To destroy any disease-causing bacteria that may be present, boiling the water is recommended. But boiling is an inefficient method of purifying drinking water for the rural poor since it consumes too much energy. Boiling raises the dangers of heavy metals in drinking water, among other things. Higher quantities of heavy metals gather in the drinking water as the water evaporates during the boiling process. so , boiling may not be the most ideal purifier for rural areas.

Solar Water Disinfection (SODIS)

Solar Water Disinfection (SODIS) filters drinking water in 1 – 2 L plastic bottles that are placed in direct sunlight on a corrugated steel sheet. The water is ready to drink after it has reached a temperature of 60 to 80°C (140 – 176°F) for at least 4 hours.

But this system has limitations. It doesn’t kill all viruses and protozoa. Also it’s not suggested for infants under 18 months. Also this system is difficult to monitor.

Reverse Osmosis

Bacteria, salts, carbohydrates, proteins, particles, dyes, heavy metals, chlorine, and other pollutants with a molecular weight larger than 150 – 250 daltons are removed via reverse osmosis (RO).

The RO process is fairly slow, requiring between 11.4 and 38 litres (3 – 10 gallons) of untreated water for every 3.8 litres (1 gallon) of purified water, making it difficult to utilise in locations where water is limited.

Also it needs a secondary treatment like UV with it for the water which may have biological pollutants. That’s why only RO may not be the practical solution for a village.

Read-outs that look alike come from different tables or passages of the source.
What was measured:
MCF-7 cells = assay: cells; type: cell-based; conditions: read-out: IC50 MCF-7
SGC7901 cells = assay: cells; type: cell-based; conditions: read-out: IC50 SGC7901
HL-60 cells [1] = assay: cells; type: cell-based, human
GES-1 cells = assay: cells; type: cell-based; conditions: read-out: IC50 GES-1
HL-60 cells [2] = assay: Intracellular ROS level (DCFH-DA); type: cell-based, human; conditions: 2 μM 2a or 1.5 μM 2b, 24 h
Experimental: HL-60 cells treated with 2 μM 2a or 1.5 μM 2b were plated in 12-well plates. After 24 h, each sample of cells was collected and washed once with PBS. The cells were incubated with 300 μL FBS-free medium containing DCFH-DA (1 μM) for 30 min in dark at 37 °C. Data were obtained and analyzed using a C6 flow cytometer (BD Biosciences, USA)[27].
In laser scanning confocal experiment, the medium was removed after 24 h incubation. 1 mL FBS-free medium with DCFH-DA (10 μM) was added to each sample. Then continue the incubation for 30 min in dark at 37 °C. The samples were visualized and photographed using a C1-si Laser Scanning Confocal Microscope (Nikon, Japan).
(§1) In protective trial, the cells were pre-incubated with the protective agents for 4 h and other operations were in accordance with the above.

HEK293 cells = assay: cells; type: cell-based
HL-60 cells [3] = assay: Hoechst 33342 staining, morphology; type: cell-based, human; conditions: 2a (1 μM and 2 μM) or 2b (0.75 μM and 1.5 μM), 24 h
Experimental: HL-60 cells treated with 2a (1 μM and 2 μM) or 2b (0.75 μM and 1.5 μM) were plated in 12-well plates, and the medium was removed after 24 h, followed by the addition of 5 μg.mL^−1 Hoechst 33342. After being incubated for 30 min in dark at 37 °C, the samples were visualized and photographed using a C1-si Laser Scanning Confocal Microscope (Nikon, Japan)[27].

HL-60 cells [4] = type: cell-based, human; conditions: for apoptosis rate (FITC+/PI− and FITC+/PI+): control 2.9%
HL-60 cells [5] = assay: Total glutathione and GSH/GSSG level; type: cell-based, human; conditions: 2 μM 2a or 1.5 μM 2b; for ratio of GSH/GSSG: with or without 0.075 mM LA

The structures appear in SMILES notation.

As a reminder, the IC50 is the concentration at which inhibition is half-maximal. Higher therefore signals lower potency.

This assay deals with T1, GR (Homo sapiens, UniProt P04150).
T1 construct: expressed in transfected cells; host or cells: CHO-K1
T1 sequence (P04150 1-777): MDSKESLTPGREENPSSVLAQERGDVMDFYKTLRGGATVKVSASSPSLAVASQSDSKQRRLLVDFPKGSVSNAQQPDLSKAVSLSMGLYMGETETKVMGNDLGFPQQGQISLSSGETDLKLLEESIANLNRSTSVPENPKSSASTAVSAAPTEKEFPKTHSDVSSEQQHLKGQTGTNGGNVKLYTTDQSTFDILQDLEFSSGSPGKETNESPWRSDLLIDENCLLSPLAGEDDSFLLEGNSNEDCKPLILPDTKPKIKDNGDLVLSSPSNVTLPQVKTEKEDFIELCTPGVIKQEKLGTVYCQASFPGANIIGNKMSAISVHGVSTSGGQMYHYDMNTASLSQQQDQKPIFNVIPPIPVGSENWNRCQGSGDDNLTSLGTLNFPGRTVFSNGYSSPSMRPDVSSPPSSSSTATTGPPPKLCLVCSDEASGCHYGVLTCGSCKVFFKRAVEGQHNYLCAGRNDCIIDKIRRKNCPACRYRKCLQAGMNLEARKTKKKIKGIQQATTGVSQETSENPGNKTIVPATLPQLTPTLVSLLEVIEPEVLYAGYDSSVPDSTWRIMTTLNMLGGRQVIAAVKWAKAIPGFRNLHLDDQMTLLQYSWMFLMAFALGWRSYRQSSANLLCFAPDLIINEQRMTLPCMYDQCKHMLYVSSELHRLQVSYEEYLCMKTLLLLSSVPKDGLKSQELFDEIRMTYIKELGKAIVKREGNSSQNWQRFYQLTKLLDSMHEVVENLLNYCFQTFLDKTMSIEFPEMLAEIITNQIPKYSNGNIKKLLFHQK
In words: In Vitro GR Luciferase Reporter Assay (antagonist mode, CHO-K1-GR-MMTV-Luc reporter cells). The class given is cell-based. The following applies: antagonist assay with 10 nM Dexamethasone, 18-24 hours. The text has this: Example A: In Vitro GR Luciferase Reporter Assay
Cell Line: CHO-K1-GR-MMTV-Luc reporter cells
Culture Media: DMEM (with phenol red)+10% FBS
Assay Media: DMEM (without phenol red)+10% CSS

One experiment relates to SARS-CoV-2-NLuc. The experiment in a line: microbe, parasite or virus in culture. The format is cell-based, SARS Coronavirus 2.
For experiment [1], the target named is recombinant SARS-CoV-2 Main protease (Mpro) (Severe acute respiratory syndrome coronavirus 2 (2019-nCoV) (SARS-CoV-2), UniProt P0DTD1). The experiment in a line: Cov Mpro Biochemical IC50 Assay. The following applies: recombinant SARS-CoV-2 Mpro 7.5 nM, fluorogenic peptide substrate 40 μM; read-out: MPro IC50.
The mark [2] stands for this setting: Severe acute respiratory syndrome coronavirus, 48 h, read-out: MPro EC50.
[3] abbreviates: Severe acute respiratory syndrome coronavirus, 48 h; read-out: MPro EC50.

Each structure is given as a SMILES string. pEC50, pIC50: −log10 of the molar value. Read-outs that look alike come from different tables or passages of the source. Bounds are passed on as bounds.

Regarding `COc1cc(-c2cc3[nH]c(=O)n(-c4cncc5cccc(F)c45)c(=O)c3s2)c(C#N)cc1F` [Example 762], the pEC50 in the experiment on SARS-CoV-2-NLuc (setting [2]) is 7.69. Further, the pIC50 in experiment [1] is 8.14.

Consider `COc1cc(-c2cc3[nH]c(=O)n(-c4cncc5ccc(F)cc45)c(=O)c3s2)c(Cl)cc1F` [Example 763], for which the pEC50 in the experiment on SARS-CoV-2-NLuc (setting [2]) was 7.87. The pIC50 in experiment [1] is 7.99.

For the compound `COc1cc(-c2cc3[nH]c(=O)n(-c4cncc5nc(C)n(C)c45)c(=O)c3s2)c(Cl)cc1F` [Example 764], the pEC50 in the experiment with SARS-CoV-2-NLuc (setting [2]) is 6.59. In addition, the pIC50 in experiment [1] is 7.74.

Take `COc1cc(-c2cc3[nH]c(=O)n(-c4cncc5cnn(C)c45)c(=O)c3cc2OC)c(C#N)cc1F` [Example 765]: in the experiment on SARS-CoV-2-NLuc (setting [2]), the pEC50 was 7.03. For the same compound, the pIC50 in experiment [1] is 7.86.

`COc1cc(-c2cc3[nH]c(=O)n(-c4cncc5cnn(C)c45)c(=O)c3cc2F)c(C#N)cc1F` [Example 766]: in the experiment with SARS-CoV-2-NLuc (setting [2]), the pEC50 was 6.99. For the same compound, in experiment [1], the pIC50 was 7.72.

Chemicals

Iodine and chlorine are good in destroying most bacterias, viruses and protozoa. But there are some deadly viruses which these two chemicals can’t remove and it causes illness in the long run.

The concentration of chlorine that can be used to disinfect water is limited because adding too much chlorine to drinking water can induce organ damage or death in humans. If used over a lengthy period of time, both iodine and chlorine can induce negative effects in people.

For all sorts of pathogens in drinking water, ozone is the most effective disinfection. It just leaves a small amount of residue in the water, if any at all. But the problem with the ozonation system is it’s pricey and not everyone’s cup of tea.

Ultraviolet systems

UVC has been shown to destroy or inactivate a wide variety of viruses, bacteria, protozoa, helminthes, yeast, and mold.

UV purification systems have the advantage of being able to treat drinking water for all segments of population, unlike other disinfection technologies such as iodine and chlorine. Also UV purification doesn’t leave any excess disinfect components in the water.

Slow sand

Slow sand technology filters water through sand, but at a slow pace. They actually help with removing the bacteria, protozoa, and organics from water.

But this system needs intense maintenance and a very fine quality sand, which are mostly not available in rural areas or else it leads to contamination.

Considering the benefits of drawbacks of each technology. Some of the household water purifiers amalgamate numerous types of water treatment techniques.

From the above mentioned solutions, it’s understood that in rural area one needs to carefully observe first and then choose a water filter and the best purification system a rural area can have is the RO+UV purifier.